Przemyslaw Raminiak (piano)
Maciej Grabowski (bass)
Krysztof Gradziuk (drums)
Here's the thing. This year has started off with some really incredible albums. Many of which I would never have heard or at least spent months trying to find. One of the groups that I was turned on to this year was RGG out of Poland. RGG are arguably one of the best kept secrets on the global jazz scene. Their latest album, One, is a great example of how outstanding the group has become. They have been grabbing attention since they made their major debut at the 2002 Bielsko Jazz Blizzard Festival (for the uninitiated this is one of the best jazz festivals in Europe).
There have been many trios over the last decade with great ideas and impressive efforts. Comparisons of RGG and fellow countrymen, the Marcin Wasilewski Trio always come to the forefront when both groups put out an album (in this case within weeks of each other). I believe the difference lies in the compositions and production. RGG have been able to expand and take the listener on various journeys over their career. I'm not saying MWT haven't done the same. I'm saying MWT have taken a more direct contemplative approach. RGG continue experiment (loosely put) on each record.
With five albums under their belt, all of which have featured expansive themes, intimate performances, and some fully improvised works, RGG have returned with One, a more focused and extremely balanced session. Opening with the warm and melodic title track, RGG set a mood similar to that of Tord Gustafsson or EST. "One" contains a beautiful passage from Maciej Garbowski on bass and Raminiak's keys turn the melody into an intimate observation of a rainy day. "Around Again" (a Carla Bley composition) is the perfect showcase for RGG's ability to stand apart. Like the original there is a real sense of vibrancy that the listener will connect with immediately.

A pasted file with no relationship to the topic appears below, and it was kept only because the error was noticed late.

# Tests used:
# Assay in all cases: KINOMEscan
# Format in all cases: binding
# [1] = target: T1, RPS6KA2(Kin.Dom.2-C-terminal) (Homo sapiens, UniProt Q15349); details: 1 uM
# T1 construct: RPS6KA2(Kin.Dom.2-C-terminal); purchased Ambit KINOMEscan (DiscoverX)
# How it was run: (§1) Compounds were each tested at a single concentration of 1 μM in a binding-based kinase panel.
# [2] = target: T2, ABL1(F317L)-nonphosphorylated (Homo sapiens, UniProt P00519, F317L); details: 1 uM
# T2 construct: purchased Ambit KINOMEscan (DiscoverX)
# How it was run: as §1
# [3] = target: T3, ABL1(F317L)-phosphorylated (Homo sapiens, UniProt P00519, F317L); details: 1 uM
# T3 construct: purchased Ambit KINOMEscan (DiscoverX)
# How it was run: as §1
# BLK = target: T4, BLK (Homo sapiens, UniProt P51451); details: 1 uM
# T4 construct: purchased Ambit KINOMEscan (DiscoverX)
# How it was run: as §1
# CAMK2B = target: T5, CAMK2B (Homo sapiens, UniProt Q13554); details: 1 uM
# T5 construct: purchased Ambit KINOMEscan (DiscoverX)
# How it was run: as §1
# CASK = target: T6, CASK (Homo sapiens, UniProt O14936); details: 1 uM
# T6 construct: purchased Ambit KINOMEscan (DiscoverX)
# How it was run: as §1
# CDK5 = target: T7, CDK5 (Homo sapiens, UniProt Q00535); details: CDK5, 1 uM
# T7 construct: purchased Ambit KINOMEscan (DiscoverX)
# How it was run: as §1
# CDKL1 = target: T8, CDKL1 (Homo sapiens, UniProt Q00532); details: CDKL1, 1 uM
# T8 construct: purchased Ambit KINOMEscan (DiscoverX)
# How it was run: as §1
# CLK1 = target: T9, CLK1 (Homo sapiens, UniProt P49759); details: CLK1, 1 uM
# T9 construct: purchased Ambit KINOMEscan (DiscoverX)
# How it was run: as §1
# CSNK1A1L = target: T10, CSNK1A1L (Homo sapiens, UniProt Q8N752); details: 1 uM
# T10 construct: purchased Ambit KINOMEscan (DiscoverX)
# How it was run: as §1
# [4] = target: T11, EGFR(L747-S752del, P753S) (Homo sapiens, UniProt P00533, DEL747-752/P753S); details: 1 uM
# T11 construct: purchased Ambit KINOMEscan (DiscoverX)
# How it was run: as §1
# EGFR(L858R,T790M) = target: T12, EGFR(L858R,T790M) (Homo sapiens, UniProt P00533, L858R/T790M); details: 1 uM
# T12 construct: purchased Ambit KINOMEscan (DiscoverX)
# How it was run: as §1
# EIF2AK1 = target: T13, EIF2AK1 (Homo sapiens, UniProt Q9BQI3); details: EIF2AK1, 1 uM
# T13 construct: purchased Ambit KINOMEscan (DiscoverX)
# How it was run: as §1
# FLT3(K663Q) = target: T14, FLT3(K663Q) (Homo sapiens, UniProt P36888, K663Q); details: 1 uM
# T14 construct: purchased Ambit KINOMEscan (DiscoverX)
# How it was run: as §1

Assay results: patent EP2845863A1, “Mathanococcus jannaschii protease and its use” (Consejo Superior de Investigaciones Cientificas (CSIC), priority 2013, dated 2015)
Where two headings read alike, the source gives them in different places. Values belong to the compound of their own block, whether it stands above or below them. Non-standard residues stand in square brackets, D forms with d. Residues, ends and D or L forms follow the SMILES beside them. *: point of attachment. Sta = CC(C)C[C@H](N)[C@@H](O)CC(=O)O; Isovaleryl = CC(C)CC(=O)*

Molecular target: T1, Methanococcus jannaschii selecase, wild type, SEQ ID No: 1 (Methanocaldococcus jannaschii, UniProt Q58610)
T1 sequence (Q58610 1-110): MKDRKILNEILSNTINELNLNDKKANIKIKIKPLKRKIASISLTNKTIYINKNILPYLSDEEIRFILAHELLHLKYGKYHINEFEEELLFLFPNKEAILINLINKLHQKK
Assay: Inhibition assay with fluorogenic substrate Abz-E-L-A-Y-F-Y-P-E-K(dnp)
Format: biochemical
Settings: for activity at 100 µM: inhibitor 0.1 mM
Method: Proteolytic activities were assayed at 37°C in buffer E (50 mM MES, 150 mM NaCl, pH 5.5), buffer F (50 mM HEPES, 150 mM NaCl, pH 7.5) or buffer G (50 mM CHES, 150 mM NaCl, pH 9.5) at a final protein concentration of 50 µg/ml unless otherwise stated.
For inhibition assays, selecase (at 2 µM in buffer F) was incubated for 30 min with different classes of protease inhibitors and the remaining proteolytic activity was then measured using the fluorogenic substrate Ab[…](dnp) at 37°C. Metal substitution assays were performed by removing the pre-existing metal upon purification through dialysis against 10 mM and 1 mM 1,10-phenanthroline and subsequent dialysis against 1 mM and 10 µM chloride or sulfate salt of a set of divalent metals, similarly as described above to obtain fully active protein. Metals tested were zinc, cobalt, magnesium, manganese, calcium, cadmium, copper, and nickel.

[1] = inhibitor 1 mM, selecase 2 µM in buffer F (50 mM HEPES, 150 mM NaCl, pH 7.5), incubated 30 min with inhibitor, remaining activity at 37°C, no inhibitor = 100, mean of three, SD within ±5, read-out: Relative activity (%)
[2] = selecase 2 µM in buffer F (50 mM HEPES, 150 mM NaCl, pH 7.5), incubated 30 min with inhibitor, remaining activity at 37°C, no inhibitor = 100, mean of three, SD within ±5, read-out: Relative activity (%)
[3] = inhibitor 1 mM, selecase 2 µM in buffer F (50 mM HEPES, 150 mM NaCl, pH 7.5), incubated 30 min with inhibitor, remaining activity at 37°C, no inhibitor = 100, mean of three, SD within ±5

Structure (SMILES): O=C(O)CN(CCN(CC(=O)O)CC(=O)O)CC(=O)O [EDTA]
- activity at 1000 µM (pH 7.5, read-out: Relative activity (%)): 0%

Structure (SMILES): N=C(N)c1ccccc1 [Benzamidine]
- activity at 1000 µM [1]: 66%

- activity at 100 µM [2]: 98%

"Almost Blues" really shines. The group are in full force as a unit with each member getting an opportunity to let loose. Gradziuk's solos are fierce and really exciting--keeping the tune humming, despite its short length. "C.T." is dedicated to Cecil Taylor and highlights the improvised nature of the trio. This was brought out in previous albums but in this Cecil Taylor inspired tune you can see the band stretching and having a lot fun doing it. "On The Way To Road 11" is simply a beautiful ballad that reminds me of the some of the more intimate and intricate Keith Jarrett trio pieces.
With One, RGG have managed to combined elements of each of their explorations from albums past into a bold and impressive outing that should be on everyone's wish list this year. I have to thank Maciej at Polish Jazz for turning me on to RGG. In a very short time period they have become one of my favourite groups. If you have the chance you must seek out RGG's One. Highly Recommended.